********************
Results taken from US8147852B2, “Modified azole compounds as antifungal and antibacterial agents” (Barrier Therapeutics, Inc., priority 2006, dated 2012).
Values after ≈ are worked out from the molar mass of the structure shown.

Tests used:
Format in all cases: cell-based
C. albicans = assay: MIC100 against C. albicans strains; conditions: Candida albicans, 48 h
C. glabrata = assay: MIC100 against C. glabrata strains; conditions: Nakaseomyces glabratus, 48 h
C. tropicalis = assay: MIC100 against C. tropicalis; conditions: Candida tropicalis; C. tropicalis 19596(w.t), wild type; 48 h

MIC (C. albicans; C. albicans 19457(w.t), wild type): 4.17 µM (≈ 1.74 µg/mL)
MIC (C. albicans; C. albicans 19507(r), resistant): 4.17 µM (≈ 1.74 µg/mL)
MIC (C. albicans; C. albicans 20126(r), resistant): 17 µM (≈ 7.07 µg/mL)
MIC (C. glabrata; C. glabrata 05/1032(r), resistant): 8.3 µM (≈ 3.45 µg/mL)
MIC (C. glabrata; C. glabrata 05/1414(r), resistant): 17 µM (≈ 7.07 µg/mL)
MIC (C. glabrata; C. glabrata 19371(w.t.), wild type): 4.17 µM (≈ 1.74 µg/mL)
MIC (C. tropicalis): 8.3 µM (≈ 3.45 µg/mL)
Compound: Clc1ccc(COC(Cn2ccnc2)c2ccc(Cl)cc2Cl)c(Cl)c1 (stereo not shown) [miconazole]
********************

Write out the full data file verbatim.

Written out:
Results taken from US8147852B2, “Modified azole compounds as antifungal and antibacterial agents” (Barrier Therapeutics, Inc., priority 2006, dated 2012).
Values after ≈ are worked out from the molar mass of the structure shown.

Tests used:
Format in all cases: cell-based
C. albicans = assay: MIC100 against C. albicans strains; conditions: Candida albicans, 48 h
C. glabrata = assay: MIC100 against C. glabrata strains; conditions: Nakaseomyces glabratus, 48 h
C. tropicalis = assay: MIC100 against C. tropicalis; conditions: Candida tropicalis; C. tropicalis 19596(w.t), wild type; 48 h

MIC (C. albicans; C. albicans 19457(w.t), wild type): 4.17 µM (≈ 1.74 µg/mL)
MIC (C. albicans; C. albicans 19507(r), resistant): 4.17 µM (≈ 1.74 µg/mL)
MIC (C. albicans; C. albicans 20126(r), resistant): 17 µM (≈ 7.07 µg/mL)
MIC (C. glabrata; C. glabrata 05/1032(r), resistant): 8.3 µM (≈ 3.45 µg/mL)
MIC (C. glabrata; C. glabrata 05/1414(r), resistant): 17 µM (≈ 7.07 µg/mL)
MIC (C. glabrata; C. glabrata 19371(w.t.), wild type): 4.17 µM (≈ 1.74 µg/mL)
MIC (C. tropicalis): 8.3 µM (≈ 3.45 µg/mL)
Compound: Clc1ccc(COC(Cn2ccnc2)c2ccc(Cl)cc2Cl)c(Cl)c1 (stereo not shown) [miconazole]